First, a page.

• Valid Driver’s License
  • U.S. State or Territory or District Issued ID
  • Option to Indicate that you do not have the Requested ID
  • Last 4 Digits of your Social Security Number

Absent uniformed service members (and their eligible dependents) and U.S. citizens living outside the U.S. are eligible to vote under the Uniformed and Overseas Absentee Voting Act. They can register to vote online or get step-by-step assistance and forms at http://www.fvap.gov/. Military and Overseas voters can both register to vote and request a ballot using the Federal Post Card Application (FPCA) at https://www.fvap.gov/uploads/FVAP/Forms/fpca2013.pdf.  Military and overseas voters may request a ballot by telephone, mail, email, or fax, and may choose to receive the blank ballot by mail, email, or fax. Voted ballots must be returned by mail, or by fax – fax return is only for voters who are outside of the US, not stateside. See more information at https://www.fvap.gov/guide/chapter2/florida. Vote-by-mail ballots cast by uniformed and overseas voters during a presidential preference primary or general election must be postmarked or dated no later than Election Day and received by the Supervisor of Elections no later than ten (10) days after election day.

A military or Vote-by-Mail voter who makes a timely ballot request but does not receive a ballot may use the emergency federal write-in Military absentee ballot for any state, federal, or local election. This is available online at https://www.fvap.gov/fwab-privacy-notice or as a pdf at https://www.fvap.gov/uploads/FVAP/Forms/fwab.pdf. A military or overseas voter who submits an emergency write in ballot but later receives their official ballot in the mail may complete the official ballot and should make “every reasonable effort” to inform the supervisor of elections that they are submitting a second ballot. If the official ballot is received on time, the write-in ballot will be invalidated and the official ballot will be counted. Military and overseas voters may check the status of their ballot at https://registration.elections.myflorida.com/CheckVoterStatus or with their county’s Supervisor of Elections. 

Federal Write-In Absentee Ballot

If you are an absent stateside or overseas uniformed services personnel or spouse or dependent absent because of the uniformed services personnel or an overseas U.S. citizen, you can use the emergency back-up ballot known as the Federal Write-In Absentee Ballot (FWAB).  It can be used to vote in any election for federal office and any state or local election. FWAB ballots and directions can be found at https://www.fvap.gov/uploads/FVAP/Forms/fwab2013.pdf.

If You Have a Felony Conviction

A felony conviction for murder or a sexual offense makes a person ineligible to vote in Florida unless and until the person’s right to vote is restored by the State Clemency Board. For any other felony conviction, a person is eligible to vote if the person has completed all terms of their sentence, including: prison or jail time; parole or probation, etc.; and payment of the total amount of all fines, fees, costs, and restitution ordered as part of the felony sentence.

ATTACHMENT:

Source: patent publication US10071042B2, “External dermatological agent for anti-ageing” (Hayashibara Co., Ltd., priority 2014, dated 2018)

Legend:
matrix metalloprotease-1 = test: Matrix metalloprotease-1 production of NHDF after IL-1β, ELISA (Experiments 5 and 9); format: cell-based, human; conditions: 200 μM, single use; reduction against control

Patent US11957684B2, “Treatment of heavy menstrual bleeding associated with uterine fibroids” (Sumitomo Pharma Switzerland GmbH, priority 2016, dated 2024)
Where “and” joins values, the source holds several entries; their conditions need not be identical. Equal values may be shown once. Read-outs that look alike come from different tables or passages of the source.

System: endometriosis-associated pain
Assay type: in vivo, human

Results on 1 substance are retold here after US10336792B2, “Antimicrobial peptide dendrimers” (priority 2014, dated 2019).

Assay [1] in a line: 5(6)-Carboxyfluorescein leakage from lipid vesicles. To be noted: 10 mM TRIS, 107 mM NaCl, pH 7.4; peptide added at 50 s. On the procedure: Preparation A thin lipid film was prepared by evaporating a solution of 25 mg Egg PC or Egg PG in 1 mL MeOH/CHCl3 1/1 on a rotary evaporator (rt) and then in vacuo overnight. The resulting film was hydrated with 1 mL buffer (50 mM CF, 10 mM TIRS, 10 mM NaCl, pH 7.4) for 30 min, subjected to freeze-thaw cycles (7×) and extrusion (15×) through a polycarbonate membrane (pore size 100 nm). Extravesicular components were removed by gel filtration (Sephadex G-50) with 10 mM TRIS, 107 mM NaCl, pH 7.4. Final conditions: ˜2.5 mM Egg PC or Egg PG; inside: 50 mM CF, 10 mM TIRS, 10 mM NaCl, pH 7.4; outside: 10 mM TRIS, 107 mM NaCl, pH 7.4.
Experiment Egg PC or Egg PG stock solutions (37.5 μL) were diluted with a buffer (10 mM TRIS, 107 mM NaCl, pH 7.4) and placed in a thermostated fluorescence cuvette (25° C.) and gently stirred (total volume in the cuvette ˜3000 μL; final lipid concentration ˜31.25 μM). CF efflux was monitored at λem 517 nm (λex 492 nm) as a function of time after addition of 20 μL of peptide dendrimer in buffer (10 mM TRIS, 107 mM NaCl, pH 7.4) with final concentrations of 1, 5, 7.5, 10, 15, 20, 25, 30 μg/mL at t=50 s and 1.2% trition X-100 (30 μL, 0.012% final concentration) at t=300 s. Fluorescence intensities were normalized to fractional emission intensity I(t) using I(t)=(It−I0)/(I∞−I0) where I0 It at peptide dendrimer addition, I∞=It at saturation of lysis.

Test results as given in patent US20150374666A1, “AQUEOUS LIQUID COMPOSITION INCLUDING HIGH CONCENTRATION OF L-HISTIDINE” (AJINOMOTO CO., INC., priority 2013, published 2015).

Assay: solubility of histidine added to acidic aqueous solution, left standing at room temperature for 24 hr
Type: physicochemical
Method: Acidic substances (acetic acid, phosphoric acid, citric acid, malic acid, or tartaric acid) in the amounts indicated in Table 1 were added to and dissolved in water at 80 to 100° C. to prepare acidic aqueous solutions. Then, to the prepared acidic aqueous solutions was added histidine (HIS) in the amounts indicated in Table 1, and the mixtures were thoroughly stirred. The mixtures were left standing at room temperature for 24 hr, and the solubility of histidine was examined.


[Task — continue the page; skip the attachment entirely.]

• Persons who have unpaid fines, fees, or restitution associated with their felony convictions are not eligible to vote.
  • Persons who are on parole or probation are not eligible to vote.
  • Persons who do not have unpaid fines, fees, or restitution associated with their felony convictions are eligible to vote.  
  • Persons who do not know if they have unpaid fines, fees, or restitution associated with their felony convictions can request this information from:
  • The clerk of the court in the jurisdiction(s) in which you were convicted, whether that is a circuit court in Florida, a court in another state, or a federal court; and/or
  • The Florida Division of Elections — You can write a letter to the Florida Division of Elections making a Request for an Advisory Opinion containing:
  • the amount of any fines, fees, or restitution that must be paid to make them eligible to vote;
  • an explanation of how the amount was calculated; and 
  • which entities they are responsible for providing payment to and the amount, and mail it to:

Florida Department of State, Division of Elections

Director’s Office

Room 316, R. A. Gray Building

500 South Bronough Street

Tallahassee, FL 32399-0250

  • Note that the Florida Division of Elections may not respond to inquiries in a timely fashion, and the voter should not rely on their non-response as an indication that they do not have any outstanding fines, fees, or restitution.
  • Persons with a felony conviction in another state are ineligible to vote in Florida if the conviction would make the person ineligible to vote in either Florida or the state where the person was convicted.

Be aware that even if a person’s application to register to vote has not been rejected, this does not mean that they are permitted to either register or vote.  Election officials are not providing much in the way of guidance and are not screening new voter registration applications for this issue.